reads as under: In regard to the disclosure of ACR entries which are adverse, this
Department has not issued any instructions after the Supreme Court judgment in Dev
Dutt Vs. UOI (Civil Appeal No.7631/2002). After careful analysis of the import of the
judgment, the Government have decided to file a Review petition in the Supreme Court
in the case.
As regards point (b) para 5 of the AMs note, the IR Seciton, which is the nodal Section
for RTI Act, has advised that till the time administrative instructions are issued, the CPIO
may take a decision with regard to the disclosure of the ACRs in light of the
provisions of RTI Act, 2005 and the decision of the Supreme Court. The objective
of the Right to Information Act is also to bring transparency and accountability in the
working of all Public Authorities. The disclosure of ACRs to the concerned employee
cannot, therefore, be denied in the light of decision/directions of the Honble Apex Court,
in which in developing the principle of natural justice that Honble Court has ruled that
"The concept of natural justice has undergone a great deal of change in recent years. In
the past it was thought that it included just two rules, namely (1) no one shall be a
judge in his own cause (Nemo debet csse judex propria causa), and (2) no decision shall
be given against a party without affording him a reasonable hearing (audi alteram
partem). Very soon thereafter a third rule was envisaged and that is that quasi-judicial
enquiries must be held in good faith, without bias and not arbitrarily or unreasonably.
But in the course of years many more subsidiary rules came to be added to the rules of
natural justice.
This does not however imply that it will necessarily be desirable to provide either a
photocopy or a certified copy of the ACRs to a public servant. Similarly, one cannot seek
an Annual Confidential Report of some one else as a matter of right. Such disclosure
would be permissible only when the larger public interest so warrants. In view of the
above, the respondent Public Authority is directed to communicate the entries in the
ACRs to the appellant for the period asked for by him in his RTI application within a
period of 10 working days from the date of receipt of this Decision Notice.

CIC/AT/A/2006/00311-3.11.2006
RequestEmployees' personal information
DecisionThe information which the appellant has solicited in respect of a third party, is clearly of
a very personal nature. There is no reason why any person should get information about
a Government employee in respect of the family members listed on the CGHS Card, the
name of the Dispensary, whether that employee is married, the name of his wife, the
date of his informing the public authority about his marriage, the names of his nominees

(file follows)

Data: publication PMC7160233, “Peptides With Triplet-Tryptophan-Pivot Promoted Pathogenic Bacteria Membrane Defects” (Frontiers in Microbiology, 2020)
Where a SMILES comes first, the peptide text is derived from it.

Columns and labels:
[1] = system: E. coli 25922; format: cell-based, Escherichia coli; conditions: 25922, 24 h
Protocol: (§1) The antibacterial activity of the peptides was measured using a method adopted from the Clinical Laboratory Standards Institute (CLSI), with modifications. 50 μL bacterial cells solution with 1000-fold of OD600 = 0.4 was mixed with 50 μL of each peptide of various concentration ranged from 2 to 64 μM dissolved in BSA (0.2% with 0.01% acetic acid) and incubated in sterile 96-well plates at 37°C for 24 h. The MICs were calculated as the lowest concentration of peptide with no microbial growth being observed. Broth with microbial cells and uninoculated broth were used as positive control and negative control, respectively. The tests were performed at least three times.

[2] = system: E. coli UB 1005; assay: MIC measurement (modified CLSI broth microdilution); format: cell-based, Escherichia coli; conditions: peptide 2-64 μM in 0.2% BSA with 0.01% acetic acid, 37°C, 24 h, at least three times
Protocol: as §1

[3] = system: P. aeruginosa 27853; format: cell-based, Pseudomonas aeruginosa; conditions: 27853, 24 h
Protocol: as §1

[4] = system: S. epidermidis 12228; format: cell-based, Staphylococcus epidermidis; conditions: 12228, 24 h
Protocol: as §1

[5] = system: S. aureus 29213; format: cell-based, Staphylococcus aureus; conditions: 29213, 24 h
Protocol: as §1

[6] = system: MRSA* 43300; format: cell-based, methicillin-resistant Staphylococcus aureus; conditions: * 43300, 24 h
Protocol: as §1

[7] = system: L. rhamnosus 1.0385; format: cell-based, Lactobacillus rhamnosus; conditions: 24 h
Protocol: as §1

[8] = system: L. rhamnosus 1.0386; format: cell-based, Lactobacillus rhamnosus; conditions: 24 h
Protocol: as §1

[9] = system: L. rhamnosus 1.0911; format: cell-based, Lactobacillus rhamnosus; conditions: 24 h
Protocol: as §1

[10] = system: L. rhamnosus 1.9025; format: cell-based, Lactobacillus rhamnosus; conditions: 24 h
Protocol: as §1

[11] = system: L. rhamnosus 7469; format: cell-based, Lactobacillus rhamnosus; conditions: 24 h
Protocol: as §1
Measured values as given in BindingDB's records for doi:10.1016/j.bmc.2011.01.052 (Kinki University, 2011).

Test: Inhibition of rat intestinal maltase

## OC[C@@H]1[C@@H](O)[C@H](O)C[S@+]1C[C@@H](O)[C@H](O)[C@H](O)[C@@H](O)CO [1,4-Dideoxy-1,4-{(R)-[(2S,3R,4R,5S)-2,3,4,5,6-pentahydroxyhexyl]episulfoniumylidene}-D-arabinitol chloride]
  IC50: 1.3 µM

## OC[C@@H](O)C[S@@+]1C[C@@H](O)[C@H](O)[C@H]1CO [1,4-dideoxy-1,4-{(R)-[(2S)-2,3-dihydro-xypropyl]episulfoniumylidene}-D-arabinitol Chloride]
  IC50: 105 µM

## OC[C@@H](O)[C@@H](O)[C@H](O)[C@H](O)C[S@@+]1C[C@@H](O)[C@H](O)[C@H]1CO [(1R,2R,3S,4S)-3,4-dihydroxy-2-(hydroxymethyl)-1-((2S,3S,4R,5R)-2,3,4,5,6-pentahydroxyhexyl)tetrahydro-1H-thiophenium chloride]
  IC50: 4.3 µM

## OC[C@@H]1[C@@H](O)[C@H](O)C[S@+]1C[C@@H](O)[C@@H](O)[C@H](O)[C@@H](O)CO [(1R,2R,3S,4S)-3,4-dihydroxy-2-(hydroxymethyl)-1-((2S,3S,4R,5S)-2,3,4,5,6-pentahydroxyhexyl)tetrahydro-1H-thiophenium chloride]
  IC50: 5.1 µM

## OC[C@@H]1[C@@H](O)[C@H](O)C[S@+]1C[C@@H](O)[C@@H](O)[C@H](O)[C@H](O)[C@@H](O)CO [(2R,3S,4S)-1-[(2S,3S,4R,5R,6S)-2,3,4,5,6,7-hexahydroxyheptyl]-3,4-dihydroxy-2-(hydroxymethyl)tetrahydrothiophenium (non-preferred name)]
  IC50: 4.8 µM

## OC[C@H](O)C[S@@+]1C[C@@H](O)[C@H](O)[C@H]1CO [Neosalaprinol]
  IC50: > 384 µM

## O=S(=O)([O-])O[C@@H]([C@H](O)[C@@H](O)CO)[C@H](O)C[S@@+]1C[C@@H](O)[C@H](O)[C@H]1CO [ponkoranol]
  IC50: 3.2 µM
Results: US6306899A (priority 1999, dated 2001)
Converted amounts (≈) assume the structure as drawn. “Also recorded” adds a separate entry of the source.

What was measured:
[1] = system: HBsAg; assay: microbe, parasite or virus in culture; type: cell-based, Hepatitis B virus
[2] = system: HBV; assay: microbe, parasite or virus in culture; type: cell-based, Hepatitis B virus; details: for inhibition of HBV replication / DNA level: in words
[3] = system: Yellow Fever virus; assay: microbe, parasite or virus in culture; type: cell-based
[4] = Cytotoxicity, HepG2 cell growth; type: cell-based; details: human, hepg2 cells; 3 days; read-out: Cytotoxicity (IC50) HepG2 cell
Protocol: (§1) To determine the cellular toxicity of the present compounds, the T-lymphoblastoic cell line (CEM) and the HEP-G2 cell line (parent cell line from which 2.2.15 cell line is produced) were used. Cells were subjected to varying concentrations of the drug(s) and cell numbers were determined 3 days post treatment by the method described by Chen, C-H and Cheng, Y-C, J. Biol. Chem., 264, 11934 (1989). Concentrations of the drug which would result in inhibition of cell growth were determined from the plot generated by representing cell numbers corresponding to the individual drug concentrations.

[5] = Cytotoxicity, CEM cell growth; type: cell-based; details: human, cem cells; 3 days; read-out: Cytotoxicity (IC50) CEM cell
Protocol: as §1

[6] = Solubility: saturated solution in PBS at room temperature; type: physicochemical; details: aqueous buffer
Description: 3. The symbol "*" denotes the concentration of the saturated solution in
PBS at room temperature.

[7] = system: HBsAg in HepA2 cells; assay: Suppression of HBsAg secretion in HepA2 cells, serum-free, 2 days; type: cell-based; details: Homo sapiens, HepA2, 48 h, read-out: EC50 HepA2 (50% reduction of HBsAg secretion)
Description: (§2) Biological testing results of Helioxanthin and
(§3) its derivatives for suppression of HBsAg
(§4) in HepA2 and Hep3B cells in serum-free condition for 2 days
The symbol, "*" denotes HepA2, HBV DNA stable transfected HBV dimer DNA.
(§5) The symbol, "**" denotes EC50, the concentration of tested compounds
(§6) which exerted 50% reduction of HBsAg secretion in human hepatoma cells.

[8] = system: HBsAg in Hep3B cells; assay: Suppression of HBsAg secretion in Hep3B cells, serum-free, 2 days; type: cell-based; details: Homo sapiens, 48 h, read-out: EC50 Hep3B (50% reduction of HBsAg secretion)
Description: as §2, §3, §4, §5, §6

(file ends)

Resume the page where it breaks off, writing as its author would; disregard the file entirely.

for the GPF and CGEIS and other documents, the dates on which the forms have been
filled, and whether any disciplinary action is pending against him.
Apart from being personal information, disclosure of such information serves no public
purpose. It is quite possible that disclosure of such information may lead to unwarranted
harassment and intimidation of the employee by other parties. The Commission has to
Significant Decisions of Information Commissions

Pros and Cons of Exemptions under Sections 8, 9 and 10

exercise utmost caution in authorizing disclosure of personal information of employees of


public authorities. Except when dictated by overwhelming public purpose, such
information is better left undisclosed under the provision of exemption Section 8(1)(j) of
the Act.
22/IC(A)/ 30.3.2009
RequestI.T. Returns
DecisionIncome Tax Returns filed by an assessee are confidential information which include
details of commercial activities and that it relates to third person. These are submitted in
fiduciary capacities. There is no public action involved in the matter. Disclosure is
exempted under s.8(1)(j).
RequestFiles pertaining to an ongoing disciplinary proceeding involving the appellant.
DecisionConsidering the fact that these files are currently subject-matter of an ongoing enquiry,
any action for disclosure of information thereof will surely impede the enquiry. The
Enquiry Officer is entitled to conduct the enquiry as per the procedure established by the
Rules governing conduct of such enquiries without any intrusive probing by the officers
enquired into or by third-parties. This is consistent with the decision of the Commission
in
V.K.
Gulati
Vs.
DG
Vig.
Customs
&
Central
Excise;
Appeal
No.
CIC/AT/A/2007/01508; Dt: 17.06.2008 that file-notings in vigilance and enquiryrelated files, which are held confidentially by a public authority, must not be allowed to
be disclosed to the employee or to any other seeking that information. The reason for
that is sanguine. First, such disclosures serve no public interest. The employees
personal interest cannot be conflated with public interest. Second, such disclosures
undeniably cause injury to the interest of the third-party, who holds these file-notings in
certain special category of files, i.e. vigilance and enquiry-related files, confidentially.
The officers and members of the staff who make such notings perform the thankless task
of commenting on the conduct, reputation, behaviour of the officers enquired into apart
from analyzing the evidence in order to help the competent authority make an informed
decision. Such comments and remarks recorded by officers, if disclosed to the very
person against whom these are recorded, have the potentiality of being used by the
employee to start legal processes against these officers for charges such as defamation,
criminal conspiracy and so on.